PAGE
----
The useReducer Hook

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Description

This module looks at how to manage state in React. You’ll be looking at state management, context, and reducers.  

Learning Objectives 

The objectives of this module are to provide you with an understanding of: 

  • State Management  
  • Context  
  • How to create and provide context  
  • Reducers  
  • How to provide dispatch 

Intended Audience  

This learning path is aimed at all who wish to learn how to use the ReactJS framework.  

Prerequisites

It is essential you understand the face of contemporary web development to attend this course. We insist upon JavaScript experience, along with good HTML and CSS skills. 

Feedback 

We welcome all feedback and suggestions - please contact us at qa.elearningadmin@qa.com to let us know what you think. 

Transcript

- [Instructor] The useReducer hook, is one of the hooks built into React. It's alternative to the useState hook, it needs to be passed to reduce a function and can be optionally passed in an initial state. Whereas the state valuing in useState is paired with a set function. They useReducer state value is paired with a dispatch function. It's the dispatch function, that allows the sending of action objects to update the state. It's widely accepted that useReducer is preferred to useState when this complex state logic. The next state may depend on the previous one and there maybe a number of sub values. It helps in complex component structures because the dispatch function can be provided rather than passing a callback through multiple layers using props. Calling dispatch has the same rendering effect as calling set state. On a performance note, if the dispatch call produced the same status before, React won't rerender child components or fire any effects. React may need to render the specific component again though before bailing out. If we're dealing with state for a provider component, the useReducer hook can be used here. The example shown has useReducer, plus the myReducer function, and setting state to initialState. Instead of the value attribute of the contextProvider being a static value, it's now whatever the useReducer hook has returned as the state value. As this is a component, you could use a user fact hook to make a call after it's initial render, to get some asynchronous data. The effect could then call dispatch with the action, and a payload of that return data. So here, we show the code to allow the course data to be once again retrieved from our restful endpoint. The first thing we'll look at here, is how we actually make that call. It's in the get courses function, defined between lines 20 and 37. The main job of this function is to get the payload for the action getCourses. The majority of this code, is from the getCourses function that had been used in the fact will courses table setting of state. The function is still a sync and we make a fetch call to the data end point. We handle a good response by setting payload to respond stock Jason. When we handle non good responses, we set a payload to be an array with an object that has a status and a message in it. Remember, the filterable courses table we'll look for a course array with its first element as an object with a status of key. Well, that's done now and we'll display era components. We've surrounded the whole response handling and a try block and if we get an error not related to the status, we set a payload to a five O three status with a message for it. At the end of the function, we return the payload. So that's how we get the data. We've extended the courses provide a component online 39 to 57 to include the useReducer hook. We pass the courses, reduce the functioning and set the initial state to be an object that has a course is key and an empty array. That's how the Logan message can be displayed, while we wait for the data to arrive. There's a user fact hook in this component too, that defines a sync function that sets the payload by awaiting the return of the get courses function. Once we have that data, we call dispatch with the actual object that's set to have a type of get courses and of course our payload. Dispatch fires the courses reducer function, and you can see that we have now put a return on the get cost is action type. To construct an object taking the previous state and adding a key of courses with the actions payload as the value. When we look at the app in the browser now, we can see that the course data has been provided using context and the state of the context is set by the reducer. That's shown in the details on the right where the course has provided a component is showing that it has a reducer hook. This has the cost within it. Let's refresh the app. We've left the timeout on the async call, so you can see what happens is the data is weighted on. If we turn off the Jason server and refresh the app again, you can see that the 505 error is returned. So now we've been able to use context and reduces to provide data by a state in a component that's only there for doing just that, but to make the submit function of the form work using the reducer, we need to look at providing the dispatch function so it can be fired somewhere other than the courses provider component.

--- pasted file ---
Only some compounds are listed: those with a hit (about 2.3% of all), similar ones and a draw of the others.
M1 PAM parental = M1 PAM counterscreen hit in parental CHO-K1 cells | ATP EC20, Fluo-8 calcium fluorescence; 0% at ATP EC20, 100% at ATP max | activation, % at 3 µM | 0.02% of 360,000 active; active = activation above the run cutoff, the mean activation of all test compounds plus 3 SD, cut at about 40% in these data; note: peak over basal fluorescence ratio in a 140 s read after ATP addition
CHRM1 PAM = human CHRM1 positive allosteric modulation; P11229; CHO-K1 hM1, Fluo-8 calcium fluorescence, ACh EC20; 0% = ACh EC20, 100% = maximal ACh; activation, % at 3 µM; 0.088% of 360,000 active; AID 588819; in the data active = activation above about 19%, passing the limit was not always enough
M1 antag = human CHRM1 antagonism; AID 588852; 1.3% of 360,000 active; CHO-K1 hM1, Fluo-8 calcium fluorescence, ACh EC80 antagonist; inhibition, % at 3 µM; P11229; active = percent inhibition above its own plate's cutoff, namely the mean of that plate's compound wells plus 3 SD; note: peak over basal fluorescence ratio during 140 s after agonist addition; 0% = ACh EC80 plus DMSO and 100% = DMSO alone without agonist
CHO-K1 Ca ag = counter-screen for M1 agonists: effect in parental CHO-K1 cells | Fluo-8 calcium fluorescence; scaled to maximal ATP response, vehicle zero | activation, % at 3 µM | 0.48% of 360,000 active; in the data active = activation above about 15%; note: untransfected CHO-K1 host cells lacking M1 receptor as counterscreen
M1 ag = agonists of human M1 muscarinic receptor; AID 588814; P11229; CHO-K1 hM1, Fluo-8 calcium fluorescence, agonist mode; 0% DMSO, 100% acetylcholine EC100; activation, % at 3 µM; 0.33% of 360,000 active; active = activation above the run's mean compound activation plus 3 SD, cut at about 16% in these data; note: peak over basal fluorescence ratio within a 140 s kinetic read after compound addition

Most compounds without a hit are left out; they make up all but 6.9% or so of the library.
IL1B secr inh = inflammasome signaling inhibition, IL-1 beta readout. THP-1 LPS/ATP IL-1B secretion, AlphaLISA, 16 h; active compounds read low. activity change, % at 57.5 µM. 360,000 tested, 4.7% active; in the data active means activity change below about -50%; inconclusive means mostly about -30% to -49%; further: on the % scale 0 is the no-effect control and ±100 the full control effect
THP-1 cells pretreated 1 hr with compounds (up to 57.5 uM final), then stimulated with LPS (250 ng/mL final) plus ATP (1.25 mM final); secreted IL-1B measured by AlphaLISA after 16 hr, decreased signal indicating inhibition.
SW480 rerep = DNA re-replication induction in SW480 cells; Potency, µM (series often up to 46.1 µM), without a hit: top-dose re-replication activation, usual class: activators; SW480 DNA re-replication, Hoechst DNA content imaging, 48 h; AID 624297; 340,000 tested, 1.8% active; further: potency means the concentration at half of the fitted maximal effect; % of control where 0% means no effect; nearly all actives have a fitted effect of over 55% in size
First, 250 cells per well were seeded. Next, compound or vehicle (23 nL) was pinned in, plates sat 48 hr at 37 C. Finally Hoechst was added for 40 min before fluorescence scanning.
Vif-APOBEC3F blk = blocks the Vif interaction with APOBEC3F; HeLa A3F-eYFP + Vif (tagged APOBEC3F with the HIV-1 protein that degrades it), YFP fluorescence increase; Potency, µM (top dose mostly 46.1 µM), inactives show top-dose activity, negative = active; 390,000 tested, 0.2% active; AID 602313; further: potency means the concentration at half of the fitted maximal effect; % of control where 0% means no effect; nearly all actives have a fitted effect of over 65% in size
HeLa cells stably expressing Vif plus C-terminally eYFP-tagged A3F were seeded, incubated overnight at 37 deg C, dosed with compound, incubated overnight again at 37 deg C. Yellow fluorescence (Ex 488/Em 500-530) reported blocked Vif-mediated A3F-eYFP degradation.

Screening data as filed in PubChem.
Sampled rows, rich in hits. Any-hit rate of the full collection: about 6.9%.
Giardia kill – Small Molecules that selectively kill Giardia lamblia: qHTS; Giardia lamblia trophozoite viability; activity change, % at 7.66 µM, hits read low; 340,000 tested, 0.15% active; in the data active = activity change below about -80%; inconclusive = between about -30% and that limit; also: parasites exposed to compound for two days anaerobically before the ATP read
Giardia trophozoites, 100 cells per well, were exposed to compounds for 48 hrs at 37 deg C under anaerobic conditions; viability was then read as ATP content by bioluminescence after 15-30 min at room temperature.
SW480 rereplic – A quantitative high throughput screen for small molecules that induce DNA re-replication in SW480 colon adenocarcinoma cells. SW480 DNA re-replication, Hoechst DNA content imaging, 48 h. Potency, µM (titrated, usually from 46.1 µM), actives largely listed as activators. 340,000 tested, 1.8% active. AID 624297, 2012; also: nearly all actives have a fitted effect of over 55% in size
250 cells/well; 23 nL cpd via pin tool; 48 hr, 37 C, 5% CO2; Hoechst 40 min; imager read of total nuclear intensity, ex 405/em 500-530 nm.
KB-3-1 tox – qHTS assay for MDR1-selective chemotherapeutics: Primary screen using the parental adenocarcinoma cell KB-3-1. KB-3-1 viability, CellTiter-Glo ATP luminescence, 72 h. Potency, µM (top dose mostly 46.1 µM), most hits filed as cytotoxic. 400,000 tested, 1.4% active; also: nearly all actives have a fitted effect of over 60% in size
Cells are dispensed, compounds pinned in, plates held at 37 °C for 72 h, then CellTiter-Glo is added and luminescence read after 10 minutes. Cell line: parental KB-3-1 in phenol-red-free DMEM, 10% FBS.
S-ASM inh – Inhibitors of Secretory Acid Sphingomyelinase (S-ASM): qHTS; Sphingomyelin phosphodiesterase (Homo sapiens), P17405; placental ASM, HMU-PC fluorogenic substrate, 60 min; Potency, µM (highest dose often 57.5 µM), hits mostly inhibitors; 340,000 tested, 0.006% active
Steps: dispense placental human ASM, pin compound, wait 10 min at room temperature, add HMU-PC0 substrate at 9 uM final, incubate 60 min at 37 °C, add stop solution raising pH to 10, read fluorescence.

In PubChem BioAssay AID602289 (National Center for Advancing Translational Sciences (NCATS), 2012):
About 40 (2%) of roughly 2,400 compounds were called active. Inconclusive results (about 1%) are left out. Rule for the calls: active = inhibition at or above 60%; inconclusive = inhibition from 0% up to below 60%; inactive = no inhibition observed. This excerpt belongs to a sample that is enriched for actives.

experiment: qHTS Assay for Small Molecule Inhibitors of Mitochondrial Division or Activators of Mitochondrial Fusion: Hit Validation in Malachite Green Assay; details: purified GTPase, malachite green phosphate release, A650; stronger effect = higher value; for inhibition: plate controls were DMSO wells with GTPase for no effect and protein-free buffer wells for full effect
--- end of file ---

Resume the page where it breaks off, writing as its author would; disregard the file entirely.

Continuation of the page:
Lectures

Introduction to State Management - Context - How to Create and Provide Context - Consume Context - Reducers - Actions in Reducers - Providing Dispatch

About the Author
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Ed Wright
Senior Learning Consultant
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Ed is an Outstanding Trainer in Software Development, with a passion for technology and its uses and holding more than 10 years’ experience.

Previous roles have included being a Delivery Manager, Trainer, ICT teacher, and Head of Department. Ed continues to develop existing and new courses, primarily in web design using: PHP, JavaScript, HTML, CSS, SQL, and OOP (Java), Programming Foundations (Python), and DevOps (Git, CI/CD, etc). Ed describes himself as practically minded, a quick learner, and a problem solver who pays great attention to detail. 

Ed’s specialist area is training in Emerging Technologies, within Web Development. Ed mainly delivers courses in JavaScript covering vanilla JS, ES2015+, TypeScript, Angular, and React (the latter is authored by Ed) and has delivered on behalf of Google for PWAs. Ed has also developed a new suite of PHP courses and has extensive experience with HTML/CSS and MySQL. 

Ed is responsible for delivering QA’s Programming Foundations course using the Eclipse IDE. His skillset extends into the DevOps sphere, where he is able to deliver courses based around Agile/Scrum practices, version control, and CI/CD.